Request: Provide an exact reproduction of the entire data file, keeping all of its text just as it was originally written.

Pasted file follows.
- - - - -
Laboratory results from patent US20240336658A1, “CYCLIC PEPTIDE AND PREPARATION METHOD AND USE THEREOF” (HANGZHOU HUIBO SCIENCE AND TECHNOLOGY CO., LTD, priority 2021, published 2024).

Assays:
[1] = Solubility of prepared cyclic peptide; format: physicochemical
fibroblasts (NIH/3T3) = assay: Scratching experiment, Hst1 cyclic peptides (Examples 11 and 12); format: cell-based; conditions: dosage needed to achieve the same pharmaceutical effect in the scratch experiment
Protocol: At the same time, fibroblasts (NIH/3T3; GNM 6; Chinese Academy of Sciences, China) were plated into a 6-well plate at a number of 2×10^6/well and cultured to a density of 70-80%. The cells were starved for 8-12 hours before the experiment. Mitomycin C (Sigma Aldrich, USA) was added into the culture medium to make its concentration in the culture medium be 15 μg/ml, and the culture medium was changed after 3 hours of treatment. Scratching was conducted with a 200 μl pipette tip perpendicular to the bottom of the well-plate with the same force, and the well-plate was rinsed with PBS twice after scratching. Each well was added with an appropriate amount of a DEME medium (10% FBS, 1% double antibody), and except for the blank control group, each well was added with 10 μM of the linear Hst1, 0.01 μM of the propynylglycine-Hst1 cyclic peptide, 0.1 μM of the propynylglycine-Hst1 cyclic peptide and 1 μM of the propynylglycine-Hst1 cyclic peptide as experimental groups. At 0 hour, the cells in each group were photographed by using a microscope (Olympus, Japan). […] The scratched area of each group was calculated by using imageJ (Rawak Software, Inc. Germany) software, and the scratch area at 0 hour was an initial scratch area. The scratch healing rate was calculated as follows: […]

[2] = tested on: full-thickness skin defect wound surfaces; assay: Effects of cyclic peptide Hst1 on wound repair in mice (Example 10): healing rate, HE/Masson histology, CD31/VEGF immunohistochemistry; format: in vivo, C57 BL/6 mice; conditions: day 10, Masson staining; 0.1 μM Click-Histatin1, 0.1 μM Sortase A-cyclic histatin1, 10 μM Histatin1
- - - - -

Laboratory results from patent US20240336658A1, “CYCLIC PEPTIDE AND PREPARATION METHOD AND USE THEREOF” (HANGZHOU HUIBO SCIENCE AND TECHNOLOGY CO., LTD, priority 2021, published 2024).

Assays:
[1] = Solubility of prepared cyclic peptide; format: physicochemical
fibroblasts (NIH/3T3) = assay: Scratching experiment, Hst1 cyclic peptides (Examples 11 and 12); format: cell-based; conditions: dosage needed to achieve the same pharmaceutical effect in the scratch experiment
Protocol: At the same time, fibroblasts (NIH/3T3; GNM 6; Chinese Academy of Sciences, China) were plated into a 6-well plate at a number of 2×10^6/well and cultured to a density of 70-80%. The cells were starved for 8-12 hours before the experiment. Mitomycin C (Sigma Aldrich, USA) was added into the culture medium to make its concentration in the culture medium be 15 μg/ml, and the culture medium was changed after 3 hours of treatment. Scratching was conducted with a 200 μl pipette tip perpendicular to the bottom of the well-plate with the same force, and the well-plate was rinsed with PBS twice after scratching. Each well was added with an appropriate amount of a DEME medium (10% FBS, 1% double antibody), and except for the blank control group, each well was added with 10 μM of the linear Hst1, 0.01 μM of the propynylglycine-Hst1 cyclic peptide, 0.1 μM of the propynylglycine-Hst1 cyclic peptide and 1 μM of the propynylglycine-Hst1 cyclic peptide as experimental groups. At 0 hour, the cells in each group were photographed by using a microscope (Olympus, Japan). […] The scratched area of each group was calculated by using imageJ (Rawak Software, Inc. Germany) software, and the scratch area at 0 hour was an initial scratch area. The scratch healing rate was calculated as follows: […]

[2] = tested on: full-thickness skin defect wound surfaces; assay: Effects of cyclic peptide Hst1 on wound repair in mice (Example 10): healing rate, HE/Masson histology, CD31/VEGF immunohistochemistry; format: in vivo, C57 BL/6 mice; conditions: day 10, Masson staining; 0.1 μM Click-Histatin1, 0.1 μM Sortase A-cyclic histatin1, 10 μM Histatin1